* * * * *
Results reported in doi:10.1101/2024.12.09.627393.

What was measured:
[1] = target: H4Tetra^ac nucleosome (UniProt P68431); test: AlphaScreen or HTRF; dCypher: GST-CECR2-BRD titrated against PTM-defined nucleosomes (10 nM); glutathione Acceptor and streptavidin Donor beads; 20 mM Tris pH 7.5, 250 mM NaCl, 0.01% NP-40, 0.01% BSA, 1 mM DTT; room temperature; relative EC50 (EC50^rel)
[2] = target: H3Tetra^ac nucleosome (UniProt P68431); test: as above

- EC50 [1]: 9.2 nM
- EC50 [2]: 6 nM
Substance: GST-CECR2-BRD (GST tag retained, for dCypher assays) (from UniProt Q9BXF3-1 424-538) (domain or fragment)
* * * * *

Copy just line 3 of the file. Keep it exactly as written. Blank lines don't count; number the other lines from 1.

[1] = target: H4Tetra^ac nucleosome (UniProt P68431); test: AlphaScreen or HTRF; dCypher: GST-CECR2-BRD titrated against PTM-defined nucleosomes (10 nM); glutathione Acceptor and streptavidin Donor beads; 20 mM Tris pH 7.5, 250 mM NaCl, 0.01% NP-40, 0.01% BSA, 1 mM DTT; room temperature; relative EC50 (EC50^rel)